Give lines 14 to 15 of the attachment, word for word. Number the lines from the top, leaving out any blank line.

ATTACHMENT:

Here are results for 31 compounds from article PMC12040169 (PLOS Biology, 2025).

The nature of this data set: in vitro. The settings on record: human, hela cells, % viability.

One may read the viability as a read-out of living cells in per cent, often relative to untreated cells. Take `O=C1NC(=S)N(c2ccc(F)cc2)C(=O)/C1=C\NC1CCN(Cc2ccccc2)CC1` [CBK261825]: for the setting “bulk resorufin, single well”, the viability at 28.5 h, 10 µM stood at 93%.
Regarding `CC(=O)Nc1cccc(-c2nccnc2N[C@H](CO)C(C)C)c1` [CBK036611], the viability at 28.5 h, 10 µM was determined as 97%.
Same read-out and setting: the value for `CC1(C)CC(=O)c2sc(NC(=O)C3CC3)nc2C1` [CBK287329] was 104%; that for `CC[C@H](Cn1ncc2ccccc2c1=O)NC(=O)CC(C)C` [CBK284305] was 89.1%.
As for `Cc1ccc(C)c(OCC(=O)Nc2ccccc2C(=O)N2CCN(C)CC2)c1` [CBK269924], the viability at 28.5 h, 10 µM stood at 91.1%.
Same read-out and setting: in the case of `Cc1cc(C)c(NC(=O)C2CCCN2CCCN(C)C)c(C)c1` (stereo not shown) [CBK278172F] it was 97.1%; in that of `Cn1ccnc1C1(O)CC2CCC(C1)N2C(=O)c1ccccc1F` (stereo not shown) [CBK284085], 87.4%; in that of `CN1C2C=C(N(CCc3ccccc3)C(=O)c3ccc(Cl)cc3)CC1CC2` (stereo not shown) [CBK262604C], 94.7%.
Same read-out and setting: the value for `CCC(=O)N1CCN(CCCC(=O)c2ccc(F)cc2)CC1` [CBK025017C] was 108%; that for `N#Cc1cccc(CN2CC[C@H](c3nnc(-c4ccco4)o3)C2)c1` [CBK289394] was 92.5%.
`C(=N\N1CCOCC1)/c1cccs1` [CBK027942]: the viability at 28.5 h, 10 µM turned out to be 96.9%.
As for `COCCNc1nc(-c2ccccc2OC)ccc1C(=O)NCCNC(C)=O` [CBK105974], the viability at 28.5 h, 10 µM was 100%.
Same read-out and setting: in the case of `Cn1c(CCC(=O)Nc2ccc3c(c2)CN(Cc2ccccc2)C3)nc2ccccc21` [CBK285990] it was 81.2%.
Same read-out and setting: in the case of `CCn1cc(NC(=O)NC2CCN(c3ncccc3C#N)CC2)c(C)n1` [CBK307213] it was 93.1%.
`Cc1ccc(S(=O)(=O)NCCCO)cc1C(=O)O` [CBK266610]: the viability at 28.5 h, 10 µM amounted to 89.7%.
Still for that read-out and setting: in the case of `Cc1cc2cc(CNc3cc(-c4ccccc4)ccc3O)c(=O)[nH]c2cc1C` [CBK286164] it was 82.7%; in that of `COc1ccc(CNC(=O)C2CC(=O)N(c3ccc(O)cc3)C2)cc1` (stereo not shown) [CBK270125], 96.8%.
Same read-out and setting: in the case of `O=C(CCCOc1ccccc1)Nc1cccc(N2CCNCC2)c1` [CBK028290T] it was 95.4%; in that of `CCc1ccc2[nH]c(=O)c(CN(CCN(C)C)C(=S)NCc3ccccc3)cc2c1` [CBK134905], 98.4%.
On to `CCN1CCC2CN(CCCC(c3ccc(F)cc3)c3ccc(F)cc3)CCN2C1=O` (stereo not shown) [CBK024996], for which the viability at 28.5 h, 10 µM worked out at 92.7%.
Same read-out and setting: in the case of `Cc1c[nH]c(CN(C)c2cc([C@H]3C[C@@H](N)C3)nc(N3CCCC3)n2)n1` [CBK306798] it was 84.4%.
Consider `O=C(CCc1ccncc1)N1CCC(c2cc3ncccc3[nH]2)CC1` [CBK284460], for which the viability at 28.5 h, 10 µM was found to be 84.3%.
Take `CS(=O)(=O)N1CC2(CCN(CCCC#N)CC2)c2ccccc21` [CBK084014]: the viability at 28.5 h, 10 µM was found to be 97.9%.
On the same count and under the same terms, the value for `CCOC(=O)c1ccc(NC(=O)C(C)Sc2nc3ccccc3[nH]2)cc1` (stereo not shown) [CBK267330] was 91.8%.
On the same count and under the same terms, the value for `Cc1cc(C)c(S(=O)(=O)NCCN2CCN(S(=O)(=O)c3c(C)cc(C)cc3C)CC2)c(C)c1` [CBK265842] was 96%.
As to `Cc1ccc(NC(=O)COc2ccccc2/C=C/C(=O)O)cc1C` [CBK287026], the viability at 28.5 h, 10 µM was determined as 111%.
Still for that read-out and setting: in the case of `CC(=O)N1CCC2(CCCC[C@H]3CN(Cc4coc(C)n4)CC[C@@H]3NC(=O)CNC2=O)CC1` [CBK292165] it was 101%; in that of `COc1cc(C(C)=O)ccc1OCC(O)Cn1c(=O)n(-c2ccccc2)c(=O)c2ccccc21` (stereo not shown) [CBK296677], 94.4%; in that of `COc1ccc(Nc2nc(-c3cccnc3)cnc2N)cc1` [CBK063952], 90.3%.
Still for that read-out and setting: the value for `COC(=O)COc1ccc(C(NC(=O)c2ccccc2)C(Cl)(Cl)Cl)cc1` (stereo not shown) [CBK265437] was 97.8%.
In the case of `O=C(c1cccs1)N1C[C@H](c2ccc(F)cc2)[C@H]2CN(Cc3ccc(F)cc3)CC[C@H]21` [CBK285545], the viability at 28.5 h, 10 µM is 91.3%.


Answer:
Still for that read-out and setting: in the case of `Cc1cc2cc(CNc3cc(-c4ccccc4)ccc3O)c(=O)[nH]c2cc1C` [CBK286164] it was 82.7%; in that of `COc1ccc(CNC(=O)C2CC(=O)N(c3ccc(O)cc3)C2)cc1` (stereo not shown) [CBK270125], 96.8%.
Same read-out and setting: in the case of `O=C(CCCOc1ccccc1)Nc1cccc(N2CCNCC2)c1` [CBK028290T] it was 95.4%; in that of `CCc1ccc2[nH]c(=O)c(CN(CCN(C)C)C(=S)NCc3ccccc3)cc2c1` [CBK134905], 98.4%.